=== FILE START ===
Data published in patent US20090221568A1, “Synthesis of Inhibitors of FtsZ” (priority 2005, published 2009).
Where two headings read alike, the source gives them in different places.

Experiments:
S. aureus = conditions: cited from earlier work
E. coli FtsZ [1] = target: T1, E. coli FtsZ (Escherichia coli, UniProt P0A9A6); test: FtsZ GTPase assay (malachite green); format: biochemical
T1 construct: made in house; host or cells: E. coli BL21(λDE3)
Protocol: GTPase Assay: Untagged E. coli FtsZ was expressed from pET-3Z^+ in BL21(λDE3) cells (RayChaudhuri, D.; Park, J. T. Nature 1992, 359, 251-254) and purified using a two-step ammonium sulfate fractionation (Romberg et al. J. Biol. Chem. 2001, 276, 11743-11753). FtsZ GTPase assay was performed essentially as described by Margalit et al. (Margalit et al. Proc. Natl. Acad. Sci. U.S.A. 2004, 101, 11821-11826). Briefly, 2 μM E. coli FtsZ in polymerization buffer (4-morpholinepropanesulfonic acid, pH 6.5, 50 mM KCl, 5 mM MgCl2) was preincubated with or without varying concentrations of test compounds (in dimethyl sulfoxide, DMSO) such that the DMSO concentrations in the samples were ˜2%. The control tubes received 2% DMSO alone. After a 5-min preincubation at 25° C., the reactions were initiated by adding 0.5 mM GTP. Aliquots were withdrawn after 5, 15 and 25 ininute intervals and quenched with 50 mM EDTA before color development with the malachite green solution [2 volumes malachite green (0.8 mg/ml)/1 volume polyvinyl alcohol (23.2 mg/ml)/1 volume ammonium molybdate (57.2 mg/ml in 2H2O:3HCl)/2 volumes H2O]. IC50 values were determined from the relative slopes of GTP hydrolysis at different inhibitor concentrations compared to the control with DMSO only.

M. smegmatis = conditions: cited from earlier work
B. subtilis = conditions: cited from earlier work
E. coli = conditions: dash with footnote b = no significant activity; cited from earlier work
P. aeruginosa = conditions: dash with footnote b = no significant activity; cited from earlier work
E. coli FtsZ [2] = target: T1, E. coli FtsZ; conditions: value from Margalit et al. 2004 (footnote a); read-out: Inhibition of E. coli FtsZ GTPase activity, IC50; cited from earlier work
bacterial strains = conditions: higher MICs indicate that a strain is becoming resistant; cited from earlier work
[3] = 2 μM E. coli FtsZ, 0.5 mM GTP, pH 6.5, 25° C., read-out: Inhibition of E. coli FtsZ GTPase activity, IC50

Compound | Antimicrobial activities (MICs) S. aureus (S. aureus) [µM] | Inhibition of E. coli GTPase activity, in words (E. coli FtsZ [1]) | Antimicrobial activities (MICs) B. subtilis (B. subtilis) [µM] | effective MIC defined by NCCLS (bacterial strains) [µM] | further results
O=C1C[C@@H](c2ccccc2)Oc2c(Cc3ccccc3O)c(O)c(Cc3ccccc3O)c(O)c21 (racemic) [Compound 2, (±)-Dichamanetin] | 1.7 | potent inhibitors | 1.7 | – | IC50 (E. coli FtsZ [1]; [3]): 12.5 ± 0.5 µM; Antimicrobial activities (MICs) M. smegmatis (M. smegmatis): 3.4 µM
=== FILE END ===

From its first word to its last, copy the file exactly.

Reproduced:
Data published in patent US20090221568A1, “Synthesis of Inhibitors of FtsZ” (priority 2005, published 2009).
Where two headings read alike, the source gives them in different places.

Experiments:
S. aureus = conditions: cited from earlier work
E. coli FtsZ [1] = target: T1, E. coli FtsZ (Escherichia coli, UniProt P0A9A6); test: FtsZ GTPase assay (malachite green); format: biochemical
T1 construct: made in house; host or cells: E. coli BL21(λDE3)
Protocol: GTPase Assay: Untagged E. coli FtsZ was expressed from pET-3Z^+ in BL21(λDE3) cells (RayChaudhuri, D.; Park, J. T. Nature 1992, 359, 251-254) and purified using a two-step ammonium sulfate fractionation (Romberg et al. J. Biol. Chem. 2001, 276, 11743-11753). FtsZ GTPase assay was performed essentially as described by Margalit et al. (Margalit et al. Proc. Natl. Acad. Sci. U.S.A. 2004, 101, 11821-11826). Briefly, 2 μM E. coli FtsZ in polymerization buffer (4-morpholinepropanesulfonic acid, pH 6.5, 50 mM KCl, 5 mM MgCl2) was preincubated with or without varying concentrations of test compounds (in dimethyl sulfoxide, DMSO) such that the DMSO concentrations in the samples were ˜2%. The control tubes received 2% DMSO alone. After a 5-min preincubation at 25° C., the reactions were initiated by adding 0.5 mM GTP. Aliquots were withdrawn after 5, 15 and 25 ininute intervals and quenched with 50 mM EDTA before color development with the malachite green solution [2 volumes malachite green (0.8 mg/ml)/1 volume polyvinyl alcohol (23.2 mg/ml)/1 volume ammonium molybdate (57.2 mg/ml in 2H2O:3HCl)/2 volumes H2O]. IC50 values were determined from the relative slopes of GTP hydrolysis at different inhibitor concentrations compared to the control with DMSO only.

M. smegmatis = conditions: cited from earlier work
B. subtilis = conditions: cited from earlier work
E. coli = conditions: dash with footnote b = no significant activity; cited from earlier work
P. aeruginosa = conditions: dash with footnote b = no significant activity; cited from earlier work
E. coli FtsZ [2] = target: T1, E. coli FtsZ; conditions: value from Margalit et al. 2004 (footnote a); read-out: Inhibition of E. coli FtsZ GTPase activity, IC50; cited from earlier work
bacterial strains = conditions: higher MICs indicate that a strain is becoming resistant; cited from earlier work
[3] = 2 μM E. coli FtsZ, 0.5 mM GTP, pH 6.5, 25° C., read-out: Inhibition of E. coli FtsZ GTPase activity, IC50

Compound | Antimicrobial activities (MICs) S. aureus (S. aureus) [µM] | Inhibition of E. coli GTPase activity, in words (E. coli FtsZ [1]) | Antimicrobial activities (MICs) B. subtilis (B. subtilis) [µM] | effective MIC defined by NCCLS (bacterial strains) [µM] | further results
O=C1C[C@@H](c2ccccc2)Oc2c(Cc3ccccc3O)c(O)c(Cc3ccccc3O)c(O)c21 (racemic) [Compound 2, (±)-Dichamanetin] | 1.7 | potent inhibitors | 1.7 | – | IC50 (E. coli FtsZ [1]; [3]): 12.5 ± 0.5 µM; Antimicrobial activities (MICs) M. smegmatis (M. smegmatis): 3.4 µM